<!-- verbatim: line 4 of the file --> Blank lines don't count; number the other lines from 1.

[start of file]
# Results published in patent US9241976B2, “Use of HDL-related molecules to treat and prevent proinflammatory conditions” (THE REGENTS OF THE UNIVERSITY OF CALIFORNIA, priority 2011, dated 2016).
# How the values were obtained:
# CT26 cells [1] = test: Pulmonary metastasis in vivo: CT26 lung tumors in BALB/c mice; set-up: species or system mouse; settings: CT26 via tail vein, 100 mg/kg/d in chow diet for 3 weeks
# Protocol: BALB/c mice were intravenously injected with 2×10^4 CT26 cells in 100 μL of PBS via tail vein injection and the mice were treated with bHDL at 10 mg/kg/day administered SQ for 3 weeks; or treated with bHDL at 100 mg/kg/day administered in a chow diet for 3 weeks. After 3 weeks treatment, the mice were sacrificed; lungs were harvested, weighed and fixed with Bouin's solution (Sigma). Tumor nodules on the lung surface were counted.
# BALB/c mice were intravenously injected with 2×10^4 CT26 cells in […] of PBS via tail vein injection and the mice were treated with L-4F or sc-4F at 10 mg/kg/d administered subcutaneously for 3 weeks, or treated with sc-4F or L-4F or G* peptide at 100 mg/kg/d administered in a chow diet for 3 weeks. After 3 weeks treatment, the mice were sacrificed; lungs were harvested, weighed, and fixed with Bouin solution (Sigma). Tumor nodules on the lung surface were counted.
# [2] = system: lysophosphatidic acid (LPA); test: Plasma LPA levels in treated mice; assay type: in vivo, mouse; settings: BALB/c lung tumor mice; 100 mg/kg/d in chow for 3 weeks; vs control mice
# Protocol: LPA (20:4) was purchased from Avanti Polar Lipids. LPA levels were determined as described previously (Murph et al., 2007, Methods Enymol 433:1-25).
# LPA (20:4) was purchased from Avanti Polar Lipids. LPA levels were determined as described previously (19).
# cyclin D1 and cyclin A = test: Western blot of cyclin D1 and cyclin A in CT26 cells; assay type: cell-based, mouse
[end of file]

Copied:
# Protocol: BALB/c mice were intravenously injected with 2×10^4 CT26 cells in 100 μL of PBS via tail vein injection and the mice were treated with bHDL at 10 mg/kg/day administered SQ for 3 weeks; or treated with bHDL at 100 mg/kg/day administered in a chow diet for 3 weeks. After 3 weeks treatment, the mice were sacrificed; lungs were harvested, weighed and fixed with Bouin's solution (Sigma). Tumor nodules on the lung surface were counted.